Orange cones for traffic-related applications are known by names such as pylons, highway or road cones, and safety pylons. These names already explain their physical appearance. Shaped like a cone or witch hat, the structure is hollow inside with a sturdy base. It is placed on the surface area on the base with the cone peak pointing straight up.

Orange cones for traffic regulation purposes are used for applications ranging from the redirection of traffic to the creation of two lanes or merging lanes, and to direct vehicles around vehicle accident scenes and more. It is estimated that more than 138 million traffic cones (in all relevant colours) are used throughout the world. One can only speculate about the accuracy of the statement as there is no central repository for information on all Orange Cones or other coloured cones used for traffic.

The History of Traffic Pylons

The pylons, now widely used in traffic regulation applications, were preceded by wooden tripods and concrete blocks to direct traffic and warn of danger. Just the fact that these pylons were made from wood or concrete already explains why those types are no longer in use. Concrete is exceptionally heavy and thus difficult to deploy. The heaviness also adds to the cost of transportation. Then there is the issue of safety. Sure, the pylons can be sturdy and not easily blown over by the wind, but concrete doesn’t absorb the kinetic energy of a vehicle upon impact. As a road-safety device, it actually posed more of a hazard than being effective to warn road users of danger ahead.

The wooden tripod types did not perform well either. The tripods were easily blown over by wind from passing vehicles. In addition, such tripods lacked visibility, creating danger rather than helping to warn. Furthermore, the wood had to be protected against weather elements and thus did not have the necessary durability.

Charles D. Scanlon recognised the shortcomings of the devices. He was a street painter in the USA. Frustrated by the vehicles that drove over wet road marks, he designed and patented the rubber style traffic cone, widely used today. Indeed, the orange cones for traffic applications were designed in the forties. He must be credited for his genius because similar pylons with little changes to the design of old are now used globally and with great success.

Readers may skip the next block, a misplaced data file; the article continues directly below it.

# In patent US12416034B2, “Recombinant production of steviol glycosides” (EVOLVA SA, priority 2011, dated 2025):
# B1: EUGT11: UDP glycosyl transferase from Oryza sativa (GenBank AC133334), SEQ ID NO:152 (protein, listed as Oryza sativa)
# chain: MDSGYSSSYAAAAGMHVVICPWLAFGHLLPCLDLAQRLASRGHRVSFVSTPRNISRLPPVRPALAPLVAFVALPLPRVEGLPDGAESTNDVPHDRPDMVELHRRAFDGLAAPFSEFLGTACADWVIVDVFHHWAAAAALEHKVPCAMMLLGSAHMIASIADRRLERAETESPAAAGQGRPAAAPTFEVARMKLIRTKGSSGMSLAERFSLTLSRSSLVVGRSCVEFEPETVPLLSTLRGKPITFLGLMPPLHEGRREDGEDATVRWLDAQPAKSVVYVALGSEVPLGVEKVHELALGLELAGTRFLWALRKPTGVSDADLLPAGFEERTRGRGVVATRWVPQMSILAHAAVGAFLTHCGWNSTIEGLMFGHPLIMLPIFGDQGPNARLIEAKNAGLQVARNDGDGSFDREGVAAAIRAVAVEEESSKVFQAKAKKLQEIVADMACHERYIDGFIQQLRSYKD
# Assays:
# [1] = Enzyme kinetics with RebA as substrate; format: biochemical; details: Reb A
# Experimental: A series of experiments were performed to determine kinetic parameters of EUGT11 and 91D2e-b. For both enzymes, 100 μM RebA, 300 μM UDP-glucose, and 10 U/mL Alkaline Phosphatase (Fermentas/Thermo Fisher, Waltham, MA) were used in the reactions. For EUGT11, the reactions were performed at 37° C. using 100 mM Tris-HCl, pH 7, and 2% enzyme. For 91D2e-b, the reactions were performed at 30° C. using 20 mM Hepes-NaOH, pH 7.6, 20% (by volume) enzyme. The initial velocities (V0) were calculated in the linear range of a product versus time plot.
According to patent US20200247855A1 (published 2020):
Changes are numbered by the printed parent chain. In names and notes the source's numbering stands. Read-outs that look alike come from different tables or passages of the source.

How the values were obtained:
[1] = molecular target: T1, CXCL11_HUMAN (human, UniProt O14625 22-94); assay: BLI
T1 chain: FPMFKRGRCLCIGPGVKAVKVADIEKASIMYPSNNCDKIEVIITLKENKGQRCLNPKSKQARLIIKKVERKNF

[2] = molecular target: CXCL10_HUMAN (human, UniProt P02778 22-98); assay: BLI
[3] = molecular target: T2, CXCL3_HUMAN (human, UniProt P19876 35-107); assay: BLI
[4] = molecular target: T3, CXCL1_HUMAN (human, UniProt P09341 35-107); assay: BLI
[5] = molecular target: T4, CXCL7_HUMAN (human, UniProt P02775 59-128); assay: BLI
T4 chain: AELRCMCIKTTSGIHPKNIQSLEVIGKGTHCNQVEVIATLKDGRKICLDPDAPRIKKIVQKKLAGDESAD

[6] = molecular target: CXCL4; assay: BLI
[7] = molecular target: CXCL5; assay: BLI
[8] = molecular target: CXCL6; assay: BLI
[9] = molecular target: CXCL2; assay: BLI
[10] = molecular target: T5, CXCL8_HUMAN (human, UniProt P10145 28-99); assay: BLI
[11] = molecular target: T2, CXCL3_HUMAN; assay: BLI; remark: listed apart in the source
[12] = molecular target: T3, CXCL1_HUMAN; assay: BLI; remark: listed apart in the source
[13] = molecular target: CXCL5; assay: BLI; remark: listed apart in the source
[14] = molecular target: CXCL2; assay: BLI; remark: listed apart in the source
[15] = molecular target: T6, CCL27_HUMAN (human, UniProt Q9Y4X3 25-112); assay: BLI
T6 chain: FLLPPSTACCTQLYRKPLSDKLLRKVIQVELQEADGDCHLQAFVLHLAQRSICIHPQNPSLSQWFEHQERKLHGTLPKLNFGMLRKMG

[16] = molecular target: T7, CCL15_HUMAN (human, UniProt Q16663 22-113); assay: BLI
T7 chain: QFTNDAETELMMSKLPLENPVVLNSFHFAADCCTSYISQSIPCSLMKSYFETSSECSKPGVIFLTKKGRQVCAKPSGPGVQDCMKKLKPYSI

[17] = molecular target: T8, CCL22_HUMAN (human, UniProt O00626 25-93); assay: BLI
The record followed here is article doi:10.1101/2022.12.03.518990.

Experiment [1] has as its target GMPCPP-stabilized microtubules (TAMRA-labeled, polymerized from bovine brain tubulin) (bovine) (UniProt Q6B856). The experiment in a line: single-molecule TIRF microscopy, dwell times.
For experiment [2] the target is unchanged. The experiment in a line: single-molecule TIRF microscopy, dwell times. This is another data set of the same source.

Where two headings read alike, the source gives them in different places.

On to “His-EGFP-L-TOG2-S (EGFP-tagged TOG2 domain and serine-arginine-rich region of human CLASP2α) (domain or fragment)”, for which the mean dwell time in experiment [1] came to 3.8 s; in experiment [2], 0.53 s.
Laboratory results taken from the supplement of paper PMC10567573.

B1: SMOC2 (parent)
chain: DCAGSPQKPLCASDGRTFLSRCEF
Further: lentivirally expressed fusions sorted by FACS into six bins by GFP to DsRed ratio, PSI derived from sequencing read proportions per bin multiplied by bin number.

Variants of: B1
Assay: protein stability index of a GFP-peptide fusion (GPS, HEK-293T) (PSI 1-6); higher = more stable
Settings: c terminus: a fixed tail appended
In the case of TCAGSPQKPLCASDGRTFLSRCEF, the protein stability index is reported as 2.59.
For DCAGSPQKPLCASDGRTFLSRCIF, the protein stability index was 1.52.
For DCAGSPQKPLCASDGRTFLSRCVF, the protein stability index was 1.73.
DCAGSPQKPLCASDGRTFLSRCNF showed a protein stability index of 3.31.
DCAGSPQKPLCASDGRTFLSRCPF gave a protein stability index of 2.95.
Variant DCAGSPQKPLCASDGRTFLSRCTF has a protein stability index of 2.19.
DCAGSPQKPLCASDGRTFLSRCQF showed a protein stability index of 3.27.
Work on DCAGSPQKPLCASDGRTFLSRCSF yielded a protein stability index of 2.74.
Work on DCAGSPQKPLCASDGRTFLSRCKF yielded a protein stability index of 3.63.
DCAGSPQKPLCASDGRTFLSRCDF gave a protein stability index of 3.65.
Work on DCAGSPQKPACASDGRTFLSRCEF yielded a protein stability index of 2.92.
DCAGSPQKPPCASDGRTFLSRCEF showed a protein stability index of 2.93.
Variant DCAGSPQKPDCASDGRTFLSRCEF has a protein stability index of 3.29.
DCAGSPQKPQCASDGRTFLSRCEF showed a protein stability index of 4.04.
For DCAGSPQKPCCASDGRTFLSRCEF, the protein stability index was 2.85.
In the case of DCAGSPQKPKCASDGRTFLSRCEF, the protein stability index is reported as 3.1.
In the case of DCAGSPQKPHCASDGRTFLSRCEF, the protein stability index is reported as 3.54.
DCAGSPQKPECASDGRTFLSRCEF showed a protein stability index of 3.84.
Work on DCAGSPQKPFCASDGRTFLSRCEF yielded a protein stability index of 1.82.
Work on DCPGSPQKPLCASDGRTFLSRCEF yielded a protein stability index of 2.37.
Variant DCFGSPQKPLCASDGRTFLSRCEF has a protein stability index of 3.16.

Orange Cones

The Benefits of Orange Cones

These cones have been designed to meet the objectives as originally intended by Scanlon. Benefits include:

  • High visibility to ensure the devices are seen by the road users.
  • They are made from a lightweight material to prevent damage to a vehicle that collides with it.
  • Their stackable design allows for space-saving when stored and transported.
  • Their hollow design allows for stacking and easy deployment.
  • Lightweight material is used to minimise the load weight when transported and to ensure easy carrying by the workers that deploy the orange cones for traffic regulation purposes.
  • Their sturdy bases keep them in place and provide for space to add weight. This prevents it from being blown over by wind from passing vehicles.
  • High-glow appearance to make it visible in low-light or night-time conditions.
  • Design that allows for the pylon to return to its upright position after a light blow.

Although the Orange Cones of today are made from a high-quality thermoplastic instead of just rubber, with over 70 years of proven use, the usefulness of these devices has stood the test of time.

The orange daylight glow cones of today, approved for traffic channelling and warning applications, are safe for vehicles since the devices are made from materials that can absorb kinetic impact. These devices come in different sizes. As such, it is recommended to consult with the relevant road maintenance and occupational health and safety officers, and the traffic departments in the particular province regarding the applicable size and colour for use related to traffic regulation.

Why Are Road Pylons Daylight Glow Orange?

The particular orange is a colour that is considered opposite to sky-blue. With such, it is also the most obvious colour and differs considerably from any backdrop colour in an outdoor environment. This ensures high-visibility and easy recognition by drivers as a warning or redirection marker. The orange used is recognised by OSHA and other important standards organisations for applications such as safety front-ends on guns.